Unfortunately many of these mushrooms were a little past their prime with the edges starting to dry out and the cores gone spongy from the rain. Had I found this 5 or so days ago I would have walked away with 4-5 lbs of prime chanties. As it was I came away with about 2 lbs, still not too shabby.

If you're curious about fairy rings the theory is that the spores and mycelia (mycelia can be considered mushroom roots) underground push outward in search of the nutrients they need to grow thus creating a ring. So next year when I come back here - and you better believe I will be back - the ring will be a little wider and should grow more each year.

Its was interesting to see that the pine tree inside ring didn't disturb the grow of the circle.

Sunday, July 14, 2013

Chanterelle bonanza...

Sorry I haven't been posting lately but I've been busy foraging during this amazing chanterelle season we've been having here.

I'm relatively new at this game but from what I've been hearing 2013 is shaping up to be a great year for chanterelles here in upstate New York and in the northeast US in general.

Not only am I finding a lot of chanties but I'm finding a lot of large ones (see pic), about 4 lbs so far. They're so large that you might mistake them for smooth chanterelles. Smooth chanterelles usually show up later in the season in August but actually, after doing some reading, it turns out that the distinction between between them is more blurry then I realized.

The smooth chanterelle is larger, has a wavy cap, and is 'smooth' meaning no gills. But in my experience they do have gills, just not well defined ones. Meanwhile the ones I've found are quite large, have a wavy cap, but the clear gills indicate that they are golden chanties not smooth. What I've read is that the gills will run the whole spectrum from clearly defined to barely detectable.

Most importantly - from my point of view anyway - is that they are both equally delicious. That being the case I don't really spend too much time id'ing them one way or the other.

Sunday, May 5, 2013


...As in 'Lots Of Looking, Not Much Finding'. That pretty much sums up morel hunting here in central New York. But what the heck in the early season you need to have something to look for right? So it was with low expectations that Mike and I went to one of my 2 known morel spots today. All things considered I'm not disappointed with the 'haul'. Its been very dry lately and last year I found zero morels so I'll take it.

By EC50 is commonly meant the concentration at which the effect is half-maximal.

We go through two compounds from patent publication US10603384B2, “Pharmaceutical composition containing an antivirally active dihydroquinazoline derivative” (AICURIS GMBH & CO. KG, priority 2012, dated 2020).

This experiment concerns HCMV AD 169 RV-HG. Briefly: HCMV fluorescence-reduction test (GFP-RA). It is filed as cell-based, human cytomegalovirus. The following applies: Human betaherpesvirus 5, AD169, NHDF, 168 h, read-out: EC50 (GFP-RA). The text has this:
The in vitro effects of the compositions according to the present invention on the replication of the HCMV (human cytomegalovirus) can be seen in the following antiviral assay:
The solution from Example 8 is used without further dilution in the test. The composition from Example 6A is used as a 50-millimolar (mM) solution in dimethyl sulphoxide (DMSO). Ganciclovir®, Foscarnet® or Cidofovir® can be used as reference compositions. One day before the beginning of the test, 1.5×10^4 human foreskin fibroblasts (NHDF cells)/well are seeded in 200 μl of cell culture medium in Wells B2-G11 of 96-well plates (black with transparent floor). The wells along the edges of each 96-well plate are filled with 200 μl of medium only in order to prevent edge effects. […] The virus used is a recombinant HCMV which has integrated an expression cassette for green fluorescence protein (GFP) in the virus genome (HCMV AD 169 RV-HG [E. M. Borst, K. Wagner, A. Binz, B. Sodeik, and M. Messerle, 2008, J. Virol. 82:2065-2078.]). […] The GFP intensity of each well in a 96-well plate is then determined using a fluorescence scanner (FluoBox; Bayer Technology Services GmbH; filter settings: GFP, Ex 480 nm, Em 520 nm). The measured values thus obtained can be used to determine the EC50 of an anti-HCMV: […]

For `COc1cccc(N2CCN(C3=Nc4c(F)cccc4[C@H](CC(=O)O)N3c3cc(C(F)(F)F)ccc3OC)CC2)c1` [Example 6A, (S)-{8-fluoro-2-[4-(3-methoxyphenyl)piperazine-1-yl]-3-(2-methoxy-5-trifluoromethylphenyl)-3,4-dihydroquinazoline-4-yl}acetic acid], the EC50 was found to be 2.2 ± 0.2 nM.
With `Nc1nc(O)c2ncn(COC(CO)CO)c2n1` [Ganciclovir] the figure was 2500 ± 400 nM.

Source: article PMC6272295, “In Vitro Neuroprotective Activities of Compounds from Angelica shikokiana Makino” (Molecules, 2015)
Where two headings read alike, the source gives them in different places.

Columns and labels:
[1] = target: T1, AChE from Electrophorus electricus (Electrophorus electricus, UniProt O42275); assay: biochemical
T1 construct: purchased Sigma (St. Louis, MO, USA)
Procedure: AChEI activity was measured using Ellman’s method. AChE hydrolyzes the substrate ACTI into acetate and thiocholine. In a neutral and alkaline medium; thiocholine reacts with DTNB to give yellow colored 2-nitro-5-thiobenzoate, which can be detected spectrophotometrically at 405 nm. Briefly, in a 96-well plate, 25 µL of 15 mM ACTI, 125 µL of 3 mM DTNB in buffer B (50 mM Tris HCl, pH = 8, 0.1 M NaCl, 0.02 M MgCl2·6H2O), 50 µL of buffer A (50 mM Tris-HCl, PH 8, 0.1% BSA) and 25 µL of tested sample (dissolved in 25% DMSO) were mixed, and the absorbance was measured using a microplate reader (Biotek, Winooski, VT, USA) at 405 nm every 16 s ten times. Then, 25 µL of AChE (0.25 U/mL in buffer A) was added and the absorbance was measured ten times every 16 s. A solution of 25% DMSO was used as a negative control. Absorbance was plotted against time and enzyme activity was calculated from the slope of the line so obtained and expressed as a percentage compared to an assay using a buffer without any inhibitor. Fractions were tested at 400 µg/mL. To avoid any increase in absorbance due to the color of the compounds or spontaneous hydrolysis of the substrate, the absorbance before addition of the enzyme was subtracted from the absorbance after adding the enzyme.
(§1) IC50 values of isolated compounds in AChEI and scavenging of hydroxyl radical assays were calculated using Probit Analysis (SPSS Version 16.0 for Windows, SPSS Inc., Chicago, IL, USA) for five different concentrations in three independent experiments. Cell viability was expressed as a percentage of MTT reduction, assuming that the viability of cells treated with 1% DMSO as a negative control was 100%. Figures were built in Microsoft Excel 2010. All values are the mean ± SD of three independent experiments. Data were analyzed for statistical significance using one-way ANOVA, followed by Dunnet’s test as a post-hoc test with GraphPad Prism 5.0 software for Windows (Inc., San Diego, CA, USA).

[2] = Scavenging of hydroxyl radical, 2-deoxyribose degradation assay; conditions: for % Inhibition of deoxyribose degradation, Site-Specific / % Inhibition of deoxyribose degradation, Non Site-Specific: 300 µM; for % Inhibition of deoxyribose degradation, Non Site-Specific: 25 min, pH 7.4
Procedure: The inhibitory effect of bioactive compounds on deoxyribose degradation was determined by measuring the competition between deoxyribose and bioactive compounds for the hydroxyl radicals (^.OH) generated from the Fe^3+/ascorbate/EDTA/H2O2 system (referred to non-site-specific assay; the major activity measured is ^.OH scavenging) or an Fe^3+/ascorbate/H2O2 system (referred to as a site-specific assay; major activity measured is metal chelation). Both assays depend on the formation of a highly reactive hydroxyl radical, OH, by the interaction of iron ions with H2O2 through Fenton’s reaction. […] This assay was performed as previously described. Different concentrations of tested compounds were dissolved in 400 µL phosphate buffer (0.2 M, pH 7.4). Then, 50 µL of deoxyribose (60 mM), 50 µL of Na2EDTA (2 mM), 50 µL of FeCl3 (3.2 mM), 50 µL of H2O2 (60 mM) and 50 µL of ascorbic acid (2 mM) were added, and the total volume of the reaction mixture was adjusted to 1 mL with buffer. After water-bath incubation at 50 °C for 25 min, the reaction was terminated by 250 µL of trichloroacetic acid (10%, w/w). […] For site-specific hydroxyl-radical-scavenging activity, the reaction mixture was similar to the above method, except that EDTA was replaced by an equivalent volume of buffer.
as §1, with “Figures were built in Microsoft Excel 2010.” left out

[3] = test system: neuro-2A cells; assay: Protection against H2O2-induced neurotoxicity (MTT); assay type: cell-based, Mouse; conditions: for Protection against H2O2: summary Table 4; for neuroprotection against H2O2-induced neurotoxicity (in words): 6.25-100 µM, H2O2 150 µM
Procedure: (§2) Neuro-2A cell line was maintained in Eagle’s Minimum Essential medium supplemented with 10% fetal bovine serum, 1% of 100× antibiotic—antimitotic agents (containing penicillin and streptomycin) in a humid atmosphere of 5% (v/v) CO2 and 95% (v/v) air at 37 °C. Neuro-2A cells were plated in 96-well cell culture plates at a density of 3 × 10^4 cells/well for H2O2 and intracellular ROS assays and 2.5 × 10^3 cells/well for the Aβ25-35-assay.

I sauteed them with wild ramps and broccoli and they were delicious.

I've read a lot about where to look for morels; old apple trees, dying elms, etc...But for me here in central New York the only place I've found them is by mature Ash trees by a stream.

Sunday, March 17, 2013

Not Dead Yet...

This is pretty funny...An inoculated shiitake log that I gave up on fruited! I've had it 2.5 years and tried a few times to soak it and get it to fruit with no luck. The only reason it was still getting wet was because I was using it to put it on top of my other logs so they would be submerged for their winter soak. That's why there are only those mushrooms on the one side of it, the side that was in the water.

On a related note I've decided that I love shiitakes mushrooms! They have a delicious nutty, woodsy, tea flavor and a meaty texture. They also dry well, retaining a lot of their flavor. This spring I plan to increase my production of inoculated logs. 

Edit: Well this is interesting...What you see here is a log inoculated with Shaggy Mane spores that never fruited. Imagine my surprise seeing a shiitake there! So there must have been a mistake right? I put the wrong spores in one of the holes, but it was growing on the surface of the bark not in a spore hole. I'm fairly certain that what happened was that some spores from the shiitake log jumped over to this one. I often would lean them against each other. 

So score another point for those tenacious shiitakes.